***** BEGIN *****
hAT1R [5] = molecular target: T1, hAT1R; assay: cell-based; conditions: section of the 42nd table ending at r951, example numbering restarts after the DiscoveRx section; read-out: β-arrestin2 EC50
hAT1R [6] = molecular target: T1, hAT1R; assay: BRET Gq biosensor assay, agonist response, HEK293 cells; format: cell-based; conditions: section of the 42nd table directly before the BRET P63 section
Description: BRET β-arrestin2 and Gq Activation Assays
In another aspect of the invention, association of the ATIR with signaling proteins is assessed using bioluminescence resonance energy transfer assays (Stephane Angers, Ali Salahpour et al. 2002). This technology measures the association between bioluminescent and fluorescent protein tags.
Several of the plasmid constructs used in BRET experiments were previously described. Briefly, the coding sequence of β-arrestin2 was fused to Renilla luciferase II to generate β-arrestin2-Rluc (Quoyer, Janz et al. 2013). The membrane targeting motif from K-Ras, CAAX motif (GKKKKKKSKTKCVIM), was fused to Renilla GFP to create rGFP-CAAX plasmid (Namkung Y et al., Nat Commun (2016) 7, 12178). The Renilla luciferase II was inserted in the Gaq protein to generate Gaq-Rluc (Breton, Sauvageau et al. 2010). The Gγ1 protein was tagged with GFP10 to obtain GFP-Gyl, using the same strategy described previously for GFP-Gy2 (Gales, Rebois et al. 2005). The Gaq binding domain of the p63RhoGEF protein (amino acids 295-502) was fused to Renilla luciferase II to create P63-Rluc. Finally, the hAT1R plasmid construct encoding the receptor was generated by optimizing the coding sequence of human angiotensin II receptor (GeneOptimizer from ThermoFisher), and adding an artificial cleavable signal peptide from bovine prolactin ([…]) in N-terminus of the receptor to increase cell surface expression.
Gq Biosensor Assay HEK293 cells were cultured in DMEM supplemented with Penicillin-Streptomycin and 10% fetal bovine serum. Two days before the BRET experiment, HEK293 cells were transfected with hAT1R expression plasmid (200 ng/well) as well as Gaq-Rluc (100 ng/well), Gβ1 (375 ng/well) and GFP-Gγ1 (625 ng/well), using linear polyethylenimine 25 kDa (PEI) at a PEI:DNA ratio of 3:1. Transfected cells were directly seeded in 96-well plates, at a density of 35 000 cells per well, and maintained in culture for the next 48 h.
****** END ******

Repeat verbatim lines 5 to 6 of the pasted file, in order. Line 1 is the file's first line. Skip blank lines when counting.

Several of the plasmid constructs used in BRET experiments were previously described. Briefly, the coding sequence of β-arrestin2 was fused to Renilla luciferase II to generate β-arrestin2-Rluc (Quoyer, Janz et al. 2013). The membrane targeting motif from K-Ras, CAAX motif (GKKKKKKSKTKCVIM), was fused to Renilla GFP to create rGFP-CAAX plasmid (Namkung Y et al., Nat Commun (2016) 7, 12178). The Renilla luciferase II was inserted in the Gaq protein to generate Gaq-Rluc (Breton, Sauvageau et al. 2010). The Gγ1 protein was tagged with GFP10 to obtain GFP-Gyl, using the same strategy described previously for GFP-Gy2 (Gales, Rebois et al. 2005). The Gaq binding domain of the p63RhoGEF protein (amino acids 295-502) was fused to Renilla luciferase II to create P63-Rluc. Finally, the hAT1R plasmid construct encoding the receptor was generated by optimizing the coding sequence of human angiotensin II receptor (GeneOptimizer from ThermoFisher), and adding an artificial cleavable signal peptide from bovine prolactin ([…]) in N-terminus of the receptor to increase cell surface expression.
Gq Biosensor Assay HEK293 cells were cultured in DMEM supplemented with Penicillin-Streptomycin and 10% fetal bovine serum. Two days before the BRET experiment, HEK293 cells were transfected with hAT1R expression plasmid (200 ng/well) as well as Gaq-Rluc (100 ng/well), Gβ1 (375 ng/well) and GFP-Gγ1 (625 ng/well), using linear polyethylenimine 25 kDa (PEI) at a PEI:DNA ratio of 3:1. Transfected cells were directly seeded in 96-well plates, at a density of 35 000 cells per well, and maintained in culture for the next 48 h.